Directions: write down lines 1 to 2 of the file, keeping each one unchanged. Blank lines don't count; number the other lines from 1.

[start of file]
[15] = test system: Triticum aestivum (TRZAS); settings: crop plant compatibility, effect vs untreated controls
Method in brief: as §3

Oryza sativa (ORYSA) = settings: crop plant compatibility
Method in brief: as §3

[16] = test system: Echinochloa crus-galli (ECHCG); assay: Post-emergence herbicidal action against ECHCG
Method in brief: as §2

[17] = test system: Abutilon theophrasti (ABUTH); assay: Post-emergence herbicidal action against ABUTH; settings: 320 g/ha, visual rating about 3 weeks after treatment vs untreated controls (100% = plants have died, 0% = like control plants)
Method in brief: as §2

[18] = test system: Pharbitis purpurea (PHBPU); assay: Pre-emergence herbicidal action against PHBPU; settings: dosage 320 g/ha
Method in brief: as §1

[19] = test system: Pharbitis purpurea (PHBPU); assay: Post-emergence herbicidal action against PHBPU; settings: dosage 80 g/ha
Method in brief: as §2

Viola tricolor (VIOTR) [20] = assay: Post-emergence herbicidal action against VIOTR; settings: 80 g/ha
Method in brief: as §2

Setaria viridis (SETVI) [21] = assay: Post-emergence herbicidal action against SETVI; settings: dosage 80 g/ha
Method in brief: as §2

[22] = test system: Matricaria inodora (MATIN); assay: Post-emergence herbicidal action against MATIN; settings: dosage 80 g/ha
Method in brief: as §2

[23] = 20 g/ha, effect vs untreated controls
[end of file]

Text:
[15] = test system: Triticum aestivum (TRZAS); settings: crop plant compatibility, effect vs untreated controls
Method in brief: as §3